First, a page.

While the United Arab Emirates has pledged Rs 700 crore for relief efforts in flood-ravaged Kerala, there is no still clarity as to whether the Indian government will accept the aid, since it would amount to reversing a 15-year long convention that was first adopted in the wake of the tsunami in 2004, as per a report by Suhasini Haidar in The Hindu.
Former Indian envoy to the US Ronen Sen said that India had declined the aid offer from the US after the tsunami that hit the southern coasts in 2004.
However, against the backdrop of similar aid proposals after the Uttarakhand floods of 2013, the then MEA spokesperson Syed Akbaruddin had said that India has â€śadequate abilityâ€ť to address the situation in such cases.
Meanwhile, former Foreign Secretary Shyam Saran said that not accepting foreign donation is not something set in stone, as it was a decision taken by the Cabinet Committee on Security at the time when former Prime Minister Manmohan Singh had said that India was capable of managing its domestic issues as well as assist other tsunami-hit countries.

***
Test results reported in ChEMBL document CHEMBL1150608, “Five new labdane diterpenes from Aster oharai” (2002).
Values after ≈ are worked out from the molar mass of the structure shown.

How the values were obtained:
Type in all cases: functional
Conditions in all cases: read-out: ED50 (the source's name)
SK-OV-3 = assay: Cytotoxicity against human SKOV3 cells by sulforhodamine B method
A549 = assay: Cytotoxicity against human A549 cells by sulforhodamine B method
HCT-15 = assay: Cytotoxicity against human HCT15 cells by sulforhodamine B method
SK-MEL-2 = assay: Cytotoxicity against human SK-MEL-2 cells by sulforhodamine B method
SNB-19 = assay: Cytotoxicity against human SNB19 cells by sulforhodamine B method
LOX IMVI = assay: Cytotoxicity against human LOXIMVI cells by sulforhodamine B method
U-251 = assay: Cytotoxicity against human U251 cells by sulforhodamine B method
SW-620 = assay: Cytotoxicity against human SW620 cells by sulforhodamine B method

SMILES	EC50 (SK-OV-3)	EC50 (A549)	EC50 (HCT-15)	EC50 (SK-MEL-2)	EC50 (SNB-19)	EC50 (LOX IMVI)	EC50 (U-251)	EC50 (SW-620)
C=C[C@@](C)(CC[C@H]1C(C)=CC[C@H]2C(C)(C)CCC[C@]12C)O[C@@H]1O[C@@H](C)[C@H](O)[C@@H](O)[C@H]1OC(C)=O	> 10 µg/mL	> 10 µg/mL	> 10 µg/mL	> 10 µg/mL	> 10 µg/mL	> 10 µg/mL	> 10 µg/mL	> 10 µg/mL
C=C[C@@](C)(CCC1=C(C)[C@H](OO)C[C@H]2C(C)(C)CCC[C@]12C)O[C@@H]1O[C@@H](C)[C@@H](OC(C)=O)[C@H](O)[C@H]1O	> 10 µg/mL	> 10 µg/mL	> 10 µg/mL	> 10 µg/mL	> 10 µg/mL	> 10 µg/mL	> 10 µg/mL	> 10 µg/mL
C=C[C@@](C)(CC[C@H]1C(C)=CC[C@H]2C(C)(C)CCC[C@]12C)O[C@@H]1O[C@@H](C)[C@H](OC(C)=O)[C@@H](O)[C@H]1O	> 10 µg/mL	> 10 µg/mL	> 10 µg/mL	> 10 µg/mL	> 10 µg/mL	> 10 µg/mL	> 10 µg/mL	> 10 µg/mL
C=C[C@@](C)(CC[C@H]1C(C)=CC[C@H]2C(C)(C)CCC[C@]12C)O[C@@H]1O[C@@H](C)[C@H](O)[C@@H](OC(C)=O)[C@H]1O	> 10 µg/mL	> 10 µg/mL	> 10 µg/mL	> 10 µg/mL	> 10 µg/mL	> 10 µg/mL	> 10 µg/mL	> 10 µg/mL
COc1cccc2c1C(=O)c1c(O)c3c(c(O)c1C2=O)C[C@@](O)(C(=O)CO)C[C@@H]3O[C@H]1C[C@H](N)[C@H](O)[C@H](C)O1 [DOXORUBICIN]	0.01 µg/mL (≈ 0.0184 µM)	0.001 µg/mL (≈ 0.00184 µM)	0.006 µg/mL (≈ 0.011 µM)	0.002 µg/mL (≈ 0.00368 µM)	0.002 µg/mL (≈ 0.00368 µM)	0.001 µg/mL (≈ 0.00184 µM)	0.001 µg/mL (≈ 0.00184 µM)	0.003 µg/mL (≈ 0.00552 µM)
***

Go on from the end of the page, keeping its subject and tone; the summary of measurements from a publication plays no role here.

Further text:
A report in Business Standard also said that India will most likely 'politely refuse' UAE's help.
â€śThe central government is of the stand that Kerala can take help from individuals abroad. But if any government is ready to help, we should not take it,â€ť a senior official from the finance ministry of Kerala told the newspaper.
According to the report, a document that was circulated among top officers of Kerala said that the task of rebuilding the state was something the state and Centre could manage.
According to a document circulated among state officials spearheading the relief operations, early indications point toward requirements that are within the capacity of the people and the Government of India to meet. The document apparently also told Kerala government to inform other countries that offered help that the Indian government and the Kerala state could manage for now.